Opiod Addiction

Addiction Treatment

Opioid Abuse, Addiction & Treatment

Providing Alternative Addiction Treatment In Arizona

Opioids are psychoactive drugs primarily prescribed for pain relief. Over the last two decades, the misuse of opioids has escalated into a widespread epidemic, resulting in thousands of overdose deaths in the United States. While opioid misuse can initially begin with a legitimate prescription, it often leads to adverse health effects, overdose, and addiction. Seeking assistance for opioid addiction is crucial and can be a life-saving decision.

Opioid Abuse

When prescribed opioids for chronic pain, such as oxycodone (OxyContin), hydrocodone (Vicodin), or codeine, adherence to the doctor’s recommendations is essential. Deviating from the prescribed dose—taking higher quantities, more frequently, or for an extended duration—constitutes prescription drug abuse. Additionally, using opioid painkillers without a prescription is a form of abuse, and self-medication should be avoided. The opioid crisis underscores the inherent dangers associated with these medications.

Methods of Opioid Misuse

While most individuals who abuse opioids consume them orally, some resort to crushing the pills to snort the resulting powder or preparing a solution for injection. Although the National Institute on Drug Abuse reports that a small percentage of prescription opioid abusers transition to heroin use, the majority of heroin users opt for the illegal drug due to its cost-effectiveness and accessibility compared to the regulated opioid prescribing process.

Opioid Addiction and Legal Consequences

Opioids belong to a highly addictive drug class, necessitating careful prescription monitoring. All opioids are classified as controlled substances, and possessing them without a valid prescription can lead to legal repercussions. The allure of heroin often arises from its affordability and accessibility, circumventing the regulated channels associated with prescription opioids.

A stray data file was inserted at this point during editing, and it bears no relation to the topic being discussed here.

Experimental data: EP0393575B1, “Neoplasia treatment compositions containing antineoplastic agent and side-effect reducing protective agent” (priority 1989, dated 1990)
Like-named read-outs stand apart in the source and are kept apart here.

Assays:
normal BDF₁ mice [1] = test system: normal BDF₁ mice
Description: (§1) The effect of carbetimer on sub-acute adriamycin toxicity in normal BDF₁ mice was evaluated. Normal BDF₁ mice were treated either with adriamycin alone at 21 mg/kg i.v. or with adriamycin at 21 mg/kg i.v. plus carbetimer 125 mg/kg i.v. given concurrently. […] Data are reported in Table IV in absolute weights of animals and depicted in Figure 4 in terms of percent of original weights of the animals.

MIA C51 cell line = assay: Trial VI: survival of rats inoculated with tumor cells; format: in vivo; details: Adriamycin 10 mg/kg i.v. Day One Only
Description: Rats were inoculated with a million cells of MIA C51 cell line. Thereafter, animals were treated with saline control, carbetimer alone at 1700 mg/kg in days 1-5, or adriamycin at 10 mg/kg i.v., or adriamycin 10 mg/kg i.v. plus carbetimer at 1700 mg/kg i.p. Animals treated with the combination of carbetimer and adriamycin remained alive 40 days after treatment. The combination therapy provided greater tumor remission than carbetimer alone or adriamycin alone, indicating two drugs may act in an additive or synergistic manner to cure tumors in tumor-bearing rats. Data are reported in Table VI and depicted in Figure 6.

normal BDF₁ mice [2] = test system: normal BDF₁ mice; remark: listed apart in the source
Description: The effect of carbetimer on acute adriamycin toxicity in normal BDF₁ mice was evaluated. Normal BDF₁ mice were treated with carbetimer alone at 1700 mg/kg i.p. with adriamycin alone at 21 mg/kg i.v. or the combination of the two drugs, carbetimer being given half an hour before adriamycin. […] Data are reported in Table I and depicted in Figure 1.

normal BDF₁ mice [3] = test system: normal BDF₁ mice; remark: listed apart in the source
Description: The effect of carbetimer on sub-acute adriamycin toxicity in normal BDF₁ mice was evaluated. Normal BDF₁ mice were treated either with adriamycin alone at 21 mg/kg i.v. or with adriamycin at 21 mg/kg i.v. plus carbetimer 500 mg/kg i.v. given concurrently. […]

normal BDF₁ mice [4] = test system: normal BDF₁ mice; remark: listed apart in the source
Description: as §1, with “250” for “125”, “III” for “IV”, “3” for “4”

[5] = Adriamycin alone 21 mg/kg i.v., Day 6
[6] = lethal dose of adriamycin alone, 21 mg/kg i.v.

Mechanism of Action

Opioids exert their effects by acting on receptors in the brain that intercept pain signals, resulting in pain alleviation. Simultaneously, they slow down the central nervous system and elevate dopamine levels, inducing feelings of relaxation and euphoria. Tolerance to opioids can develop even with prescribed use, leading to reduced effectiveness over time. Healthcare providers typically prescribe opioids for short durations to mitigate the risk of tolerance. Prolonged use can prompt the brain to produce fewer natural chemicals, fostering dependence on the drugs and diminishing pleasure derived from healthy activities like exercise.

Most Commonly Abused Opioids

While prescription opioids can effectively manage pain when used as directed, several opioids are commonly abused, leading to serious health risks and addiction.

Opioid Addiction

Opioid addiction manifests as a loss of control over drug use, often persisting despite adverse health effects or negative life consequences. Both heroin and prescription opioids alter the functioning of the brain, creating a situation where dependence on opioids becomes essential for daily functioning.
Additional signs of opioid use disorder may include:
Overcoming opioid addiction typically requires more than sheer willpower. Most individuals benefit from a comprehensive healthcare program that not only addresses the addiction but also imparts healthy habits to replace reliance on opioids.
For further information on Opioid Use Disorder, please refer to additional resources.

Opioid Treatment

Treatment for opioid addiction often commences with medical detoxification to ensure a safe cessation of opioid use. The detox process may involve a tapering schedule, gradually reducing the dosage, or substituting the opioid with a less potent drug.
Medication-Assisted Treatment (MAT) is a valuable approach for individuals dealing with opioid use disorder, particularly those facing persistent cravings after discontinuing heroin or other opioids. MAT combines medication with behavioral therapy to alleviate withdrawal symptoms, enhancing the likelihood of successful recovery.
Three FDA-approved medications are commonly used in MAT for opioid addiction:
Effective opioid treatments involve a combination of therapies tailored to individual needs. Treatment services may encompass therapy, counseling, and experiential methods such as yoga, art, and music, fostering a healthier lifestyle.
For more information on opioid treatment programs and personalized rehab plans, contact a treatment specialist at Heartfelt Recovery today.